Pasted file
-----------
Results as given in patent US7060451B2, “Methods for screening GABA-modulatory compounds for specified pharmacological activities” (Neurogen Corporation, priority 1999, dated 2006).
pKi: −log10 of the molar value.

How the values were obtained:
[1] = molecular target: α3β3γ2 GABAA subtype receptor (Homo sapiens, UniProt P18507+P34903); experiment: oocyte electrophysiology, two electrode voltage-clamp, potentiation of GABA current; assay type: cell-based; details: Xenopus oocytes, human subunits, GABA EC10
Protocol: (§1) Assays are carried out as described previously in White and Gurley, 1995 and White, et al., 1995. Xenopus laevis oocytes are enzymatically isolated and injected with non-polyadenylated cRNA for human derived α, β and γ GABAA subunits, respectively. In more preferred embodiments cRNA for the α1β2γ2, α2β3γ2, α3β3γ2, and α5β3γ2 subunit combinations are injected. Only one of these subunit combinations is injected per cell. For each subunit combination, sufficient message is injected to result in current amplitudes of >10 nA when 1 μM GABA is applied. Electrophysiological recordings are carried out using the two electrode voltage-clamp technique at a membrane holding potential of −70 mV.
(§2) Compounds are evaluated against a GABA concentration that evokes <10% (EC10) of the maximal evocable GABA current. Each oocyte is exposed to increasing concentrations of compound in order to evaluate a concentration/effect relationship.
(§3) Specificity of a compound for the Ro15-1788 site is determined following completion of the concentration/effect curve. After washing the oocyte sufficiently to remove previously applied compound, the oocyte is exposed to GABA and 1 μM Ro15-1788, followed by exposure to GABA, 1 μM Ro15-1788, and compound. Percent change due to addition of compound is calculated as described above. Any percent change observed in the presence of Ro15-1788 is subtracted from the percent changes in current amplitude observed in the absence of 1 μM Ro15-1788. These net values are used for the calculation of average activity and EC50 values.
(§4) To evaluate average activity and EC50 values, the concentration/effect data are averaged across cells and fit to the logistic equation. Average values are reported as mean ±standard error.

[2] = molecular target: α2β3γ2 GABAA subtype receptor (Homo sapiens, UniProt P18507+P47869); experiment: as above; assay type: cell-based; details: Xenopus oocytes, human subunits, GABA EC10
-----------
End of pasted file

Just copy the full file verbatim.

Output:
Results as given in patent US7060451B2, “Methods for screening GABA-modulatory compounds for specified pharmacological activities” (Neurogen Corporation, priority 1999, dated 2006).
pKi: −log10 of the molar value.

How the values were obtained:
[1] = molecular target: α3β3γ2 GABAA subtype receptor (Homo sapiens, UniProt P18507+P34903); experiment: oocyte electrophysiology, two electrode voltage-clamp, potentiation of GABA current; assay type: cell-based; details: Xenopus oocytes, human subunits, GABA EC10
Protocol: (§1) Assays are carried out as described previously in White and Gurley, 1995 and White, et al., 1995. Xenopus laevis oocytes are enzymatically isolated and injected with non-polyadenylated cRNA for human derived α, β and γ GABAA subunits, respectively. In more preferred embodiments cRNA for the α1β2γ2, α2β3γ2, α3β3γ2, and α5β3γ2 subunit combinations are injected. Only one of these subunit combinations is injected per cell. For each subunit combination, sufficient message is injected to result in current amplitudes of >10 nA when 1 μM GABA is applied. Electrophysiological recordings are carried out using the two electrode voltage-clamp technique at a membrane holding potential of −70 mV.
(§2) Compounds are evaluated against a GABA concentration that evokes <10% (EC10) of the maximal evocable GABA current. Each oocyte is exposed to increasing concentrations of compound in order to evaluate a concentration/effect relationship.
(§3) Specificity of a compound for the Ro15-1788 site is determined following completion of the concentration/effect curve. After washing the oocyte sufficiently to remove previously applied compound, the oocyte is exposed to GABA and 1 μM Ro15-1788, followed by exposure to GABA, 1 μM Ro15-1788, and compound. Percent change due to addition of compound is calculated as described above. Any percent change observed in the presence of Ro15-1788 is subtracted from the percent changes in current amplitude observed in the absence of 1 μM Ro15-1788. These net values are used for the calculation of average activity and EC50 values.
(§4) To evaluate average activity and EC50 values, the concentration/effect data are averaged across cells and fit to the logistic equation. Average values are reported as mean ±standard error.

[2] = molecular target: α2β3γ2 GABAA subtype receptor (Homo sapiens, UniProt P18507+P47869); experiment: as above; assay type: cell-based; details: Xenopus oocytes, human subunits, GABA EC10